Mesh office chairs with open mesh seats are built by stretching the mesh over the seat frame and because there’s no padding your legs, bottom, back, shoulders may come into contact with the frame, which can cause discomfort. This may cause poor blood circulation to your lower legs because the front of the seat frame is cutting off blood circulation. Some mesh office chair models do an excellent job at alleviating this problem, including Autonomous office chairs.
The Autonomous ErgoChair 2 is one of the best mesh office chairs available in the market. It features a waterfall seat shape design, whereby the seat front drops dramatically, helping reduce poor circulation. Other mesh chairs have a small piece of foam on the seat front only, which reduces this problem.
When buying a mesh office chair, look closely at the seat frame regarding the mesh surrounding it. If the mesh chair features a thick plastic frame, which is visible outside the mesh, then there’s a huge chance that you’ll experience the blood circulation problem mentioned above. So, avoid these types of mesh office chairs.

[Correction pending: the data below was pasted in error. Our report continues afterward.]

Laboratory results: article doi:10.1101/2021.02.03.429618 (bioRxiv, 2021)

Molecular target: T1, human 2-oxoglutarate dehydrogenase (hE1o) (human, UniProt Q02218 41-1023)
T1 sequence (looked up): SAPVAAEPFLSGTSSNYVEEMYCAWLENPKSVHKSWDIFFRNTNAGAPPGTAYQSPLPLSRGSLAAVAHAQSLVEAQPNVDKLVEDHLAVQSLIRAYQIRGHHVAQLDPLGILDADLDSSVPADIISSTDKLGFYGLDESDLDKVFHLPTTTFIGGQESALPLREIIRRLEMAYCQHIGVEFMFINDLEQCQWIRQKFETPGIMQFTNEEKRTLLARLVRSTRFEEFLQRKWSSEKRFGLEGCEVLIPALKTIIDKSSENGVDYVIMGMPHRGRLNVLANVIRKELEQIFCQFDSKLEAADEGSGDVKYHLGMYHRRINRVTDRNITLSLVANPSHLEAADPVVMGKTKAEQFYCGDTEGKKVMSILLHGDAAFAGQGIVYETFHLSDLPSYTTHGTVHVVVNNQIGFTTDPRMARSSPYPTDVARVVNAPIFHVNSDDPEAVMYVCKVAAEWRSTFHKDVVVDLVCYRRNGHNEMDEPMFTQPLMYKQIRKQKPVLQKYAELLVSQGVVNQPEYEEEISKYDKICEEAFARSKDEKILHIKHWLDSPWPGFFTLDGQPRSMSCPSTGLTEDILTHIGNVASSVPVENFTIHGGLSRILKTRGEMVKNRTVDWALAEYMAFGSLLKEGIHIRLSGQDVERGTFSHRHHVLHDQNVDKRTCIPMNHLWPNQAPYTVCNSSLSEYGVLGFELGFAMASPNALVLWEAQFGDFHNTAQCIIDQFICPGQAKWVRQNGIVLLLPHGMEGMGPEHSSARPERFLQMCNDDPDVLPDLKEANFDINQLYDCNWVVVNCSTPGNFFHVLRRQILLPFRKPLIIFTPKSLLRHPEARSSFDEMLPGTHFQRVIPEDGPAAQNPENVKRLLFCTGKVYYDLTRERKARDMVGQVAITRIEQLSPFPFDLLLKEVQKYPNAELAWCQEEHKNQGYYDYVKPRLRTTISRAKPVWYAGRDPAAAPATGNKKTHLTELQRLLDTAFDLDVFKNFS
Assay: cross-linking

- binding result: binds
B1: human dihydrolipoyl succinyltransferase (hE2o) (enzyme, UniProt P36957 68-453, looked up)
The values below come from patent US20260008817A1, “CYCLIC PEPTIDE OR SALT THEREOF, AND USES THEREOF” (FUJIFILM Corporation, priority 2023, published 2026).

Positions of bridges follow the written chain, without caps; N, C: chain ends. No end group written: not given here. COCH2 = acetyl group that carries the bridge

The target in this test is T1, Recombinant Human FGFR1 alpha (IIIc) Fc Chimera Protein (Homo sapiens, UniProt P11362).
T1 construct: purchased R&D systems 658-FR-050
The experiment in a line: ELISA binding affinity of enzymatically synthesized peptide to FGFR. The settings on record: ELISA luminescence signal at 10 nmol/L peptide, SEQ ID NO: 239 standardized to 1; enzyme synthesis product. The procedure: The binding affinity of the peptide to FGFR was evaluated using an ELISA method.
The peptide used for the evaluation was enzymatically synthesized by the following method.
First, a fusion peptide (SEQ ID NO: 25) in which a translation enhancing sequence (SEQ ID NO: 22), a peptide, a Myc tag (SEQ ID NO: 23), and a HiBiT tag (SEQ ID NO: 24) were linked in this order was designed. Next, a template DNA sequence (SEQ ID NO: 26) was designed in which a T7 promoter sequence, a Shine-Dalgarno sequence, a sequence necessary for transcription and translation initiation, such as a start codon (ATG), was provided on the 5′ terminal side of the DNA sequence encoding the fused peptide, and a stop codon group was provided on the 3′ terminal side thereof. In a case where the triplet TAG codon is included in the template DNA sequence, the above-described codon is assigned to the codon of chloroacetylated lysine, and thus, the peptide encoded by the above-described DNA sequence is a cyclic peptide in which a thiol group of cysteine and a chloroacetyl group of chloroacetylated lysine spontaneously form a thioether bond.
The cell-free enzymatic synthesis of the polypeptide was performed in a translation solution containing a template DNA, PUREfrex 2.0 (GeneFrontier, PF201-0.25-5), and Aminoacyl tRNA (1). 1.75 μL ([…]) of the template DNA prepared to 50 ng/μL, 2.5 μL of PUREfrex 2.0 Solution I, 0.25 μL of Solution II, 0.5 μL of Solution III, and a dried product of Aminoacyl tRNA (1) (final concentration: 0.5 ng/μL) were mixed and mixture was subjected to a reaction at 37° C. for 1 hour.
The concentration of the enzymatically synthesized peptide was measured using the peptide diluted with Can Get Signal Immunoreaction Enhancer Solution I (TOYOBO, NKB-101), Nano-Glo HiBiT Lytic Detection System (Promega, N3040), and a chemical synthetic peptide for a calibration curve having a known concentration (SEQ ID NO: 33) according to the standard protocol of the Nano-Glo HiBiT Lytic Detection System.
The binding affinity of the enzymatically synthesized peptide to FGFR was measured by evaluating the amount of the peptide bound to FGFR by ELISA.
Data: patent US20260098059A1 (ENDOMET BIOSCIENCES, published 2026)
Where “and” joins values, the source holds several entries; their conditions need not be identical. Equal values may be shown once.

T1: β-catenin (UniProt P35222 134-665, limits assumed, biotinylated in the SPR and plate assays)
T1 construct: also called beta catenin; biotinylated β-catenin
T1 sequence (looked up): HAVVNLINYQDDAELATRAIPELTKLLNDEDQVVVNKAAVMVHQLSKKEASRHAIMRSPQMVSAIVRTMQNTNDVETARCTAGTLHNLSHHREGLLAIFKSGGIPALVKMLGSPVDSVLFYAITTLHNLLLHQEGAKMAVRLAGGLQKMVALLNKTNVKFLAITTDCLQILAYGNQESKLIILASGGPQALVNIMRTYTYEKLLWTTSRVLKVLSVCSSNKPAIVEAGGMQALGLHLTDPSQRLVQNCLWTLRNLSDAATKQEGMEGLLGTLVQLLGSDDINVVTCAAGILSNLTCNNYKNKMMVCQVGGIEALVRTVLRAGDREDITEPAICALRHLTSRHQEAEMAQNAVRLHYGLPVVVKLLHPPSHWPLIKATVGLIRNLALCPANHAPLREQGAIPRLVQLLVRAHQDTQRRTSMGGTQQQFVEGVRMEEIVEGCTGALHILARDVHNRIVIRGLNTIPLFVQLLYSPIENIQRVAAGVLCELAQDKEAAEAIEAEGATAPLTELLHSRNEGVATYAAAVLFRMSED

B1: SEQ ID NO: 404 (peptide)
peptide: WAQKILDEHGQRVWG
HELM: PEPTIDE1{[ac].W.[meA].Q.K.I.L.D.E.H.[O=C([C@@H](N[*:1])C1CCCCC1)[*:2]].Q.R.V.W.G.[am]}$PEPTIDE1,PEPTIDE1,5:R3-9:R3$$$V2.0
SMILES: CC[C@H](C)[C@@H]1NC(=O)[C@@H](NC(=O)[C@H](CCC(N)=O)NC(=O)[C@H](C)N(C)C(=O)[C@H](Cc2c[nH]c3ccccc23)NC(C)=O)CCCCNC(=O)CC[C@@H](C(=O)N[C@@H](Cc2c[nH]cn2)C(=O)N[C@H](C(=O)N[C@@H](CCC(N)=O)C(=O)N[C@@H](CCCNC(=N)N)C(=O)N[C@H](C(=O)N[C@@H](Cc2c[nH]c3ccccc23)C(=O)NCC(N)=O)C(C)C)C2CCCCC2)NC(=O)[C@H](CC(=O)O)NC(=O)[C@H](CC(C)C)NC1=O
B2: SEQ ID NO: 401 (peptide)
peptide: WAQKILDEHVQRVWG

However, if you have already bought a mesh office chair with these issues and are looking for a solution, then place a folded piece of towel or clothing over the part of plastic that’s causing discomfort.
There are many positive aspects to mesh office chairs, so the few negative aspects shouldn’t discourage you from buying a mesh office chair, especially if you follow the recommendations mentioned above.
Also, when going for a mesh office chair, consider other factors in the office where you’ll be using the chair. For example, it’s essential to consider who will sit on the chair. Further, consider the time you intend to use the mesh chair per day, and per sitting section. Besides, you should consider the average temperature of your office environment and whether you’re okay with limited colors and designs.
WRITTEN BYKaren Kimonye
I'm a freelance writer who specializes in creating blog posts, and articles that build trust and compel readers to take the desired action.
You May Also Like